About Valladolid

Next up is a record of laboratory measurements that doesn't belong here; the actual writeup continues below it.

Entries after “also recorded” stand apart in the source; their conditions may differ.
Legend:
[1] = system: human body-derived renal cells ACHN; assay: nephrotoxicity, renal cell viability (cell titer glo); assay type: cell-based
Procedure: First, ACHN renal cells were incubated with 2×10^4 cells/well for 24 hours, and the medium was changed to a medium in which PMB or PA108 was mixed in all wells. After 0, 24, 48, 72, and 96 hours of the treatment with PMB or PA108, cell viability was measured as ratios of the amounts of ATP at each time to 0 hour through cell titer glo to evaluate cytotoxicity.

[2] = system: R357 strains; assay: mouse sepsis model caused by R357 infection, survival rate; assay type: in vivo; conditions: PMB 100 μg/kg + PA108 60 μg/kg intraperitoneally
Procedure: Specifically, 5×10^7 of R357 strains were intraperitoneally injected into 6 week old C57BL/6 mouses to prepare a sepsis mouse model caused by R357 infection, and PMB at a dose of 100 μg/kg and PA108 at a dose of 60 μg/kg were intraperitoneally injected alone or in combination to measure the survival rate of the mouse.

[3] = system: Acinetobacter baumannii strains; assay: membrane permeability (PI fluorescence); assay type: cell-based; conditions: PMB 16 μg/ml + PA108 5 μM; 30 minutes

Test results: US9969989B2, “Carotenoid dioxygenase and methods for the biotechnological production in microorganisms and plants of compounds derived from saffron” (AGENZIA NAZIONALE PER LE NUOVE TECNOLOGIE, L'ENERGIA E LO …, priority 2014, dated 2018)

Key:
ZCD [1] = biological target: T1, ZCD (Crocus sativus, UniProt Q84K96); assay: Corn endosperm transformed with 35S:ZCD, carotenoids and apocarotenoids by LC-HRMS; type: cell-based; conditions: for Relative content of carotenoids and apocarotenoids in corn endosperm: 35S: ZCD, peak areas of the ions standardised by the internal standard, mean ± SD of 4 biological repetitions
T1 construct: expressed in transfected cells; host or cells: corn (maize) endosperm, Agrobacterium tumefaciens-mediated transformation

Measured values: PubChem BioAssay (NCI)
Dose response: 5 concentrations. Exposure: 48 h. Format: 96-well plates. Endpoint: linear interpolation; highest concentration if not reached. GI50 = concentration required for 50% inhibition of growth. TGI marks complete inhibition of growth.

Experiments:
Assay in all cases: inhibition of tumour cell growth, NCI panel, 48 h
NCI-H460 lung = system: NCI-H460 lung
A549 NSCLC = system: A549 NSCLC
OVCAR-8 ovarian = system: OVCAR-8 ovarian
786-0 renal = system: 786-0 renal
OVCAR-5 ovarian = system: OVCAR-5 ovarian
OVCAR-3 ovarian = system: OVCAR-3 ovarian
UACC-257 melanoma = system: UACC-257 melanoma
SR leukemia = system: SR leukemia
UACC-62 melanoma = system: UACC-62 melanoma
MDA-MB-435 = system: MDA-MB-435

Heroic and hospitable, the city of Valladolid in Yucatan is the cradle of great distinguished Mexican personalities. Also, it is a role model of order, good government and clean streets. According to history, Zalci-hual was a strong Maya lordship, and its society called itself cupules. During the XVI century, the Spaniards reached the Peninsula of Yucatan lead by conquistador Francisco de Montejo, the nephew, and when he reached the lagoon known by natives as Chouac-Ha, he noticed the geography was kind for human settlements and decided to establish a town. This is because in addition to the water supply, the green and exuberant soil, its location allowed a more important enterprise, to undermine the power of the cupules inhabiting Zalci-hual or Zaci, as the Europeans called it. The warrior tribe of “white sparrow hawk” was later subdued and with it followed the voluntary subjugation of many other rebel tribes, who recognized the great power of the Spanish army upon the defeat of the cupules. This is how on the 23rd of May 1543, the town of Valladolid was born in the surroundings of the Chouac-Ha lagoon. However, they soon noticed that the location of the new settlement wasn’t as perfect as they initially believed, and decided to transfer the territory of fallen Zaci. A couple of years later, the subdued and enslaved Maya Indians started a rebellion that would become a slaughter of the 16 entrusted Spaniards, before the colonial army could subjugate them again. Soon after, Spanish dwellers arrived in search of wealth from the land of Mexico’s southeast and behind them the Catholic missionaries of the Franciscan Order, who were dedicated to constructing temples and convents as the ones of San Juan and Santa Lucia, and the parish church of San Gervasio. In the XIX century, the prosperous colonial city became immersed in the violent War of the Castes that unleashed along the Peninsula of Yucatan, because the Maya rebelled against the entrusted system that maintained them enslaved and miserable. In 1910, the conditions for overthrowing military dictator Porfirio Diaz began in Valladolid in a violent and cruel manner. The brave natives of Valladolid Claudio Alcocer and Atilano Albertos stand out in their participation for emancipating the country from Porfirio’s yoke, another example of the courage from the inhabitants of the Heroic City of Valladolid. Currently located between the capital of Yucatan, the city of Merida, and the paradise tourism port of Cancun, and communicated through highway Merida – Valladolid – Cancun, the “Sultaness of the Orient” is a beautiful and peaceful colonial city with an artistic and cultural display conferring it the category of tourism center.

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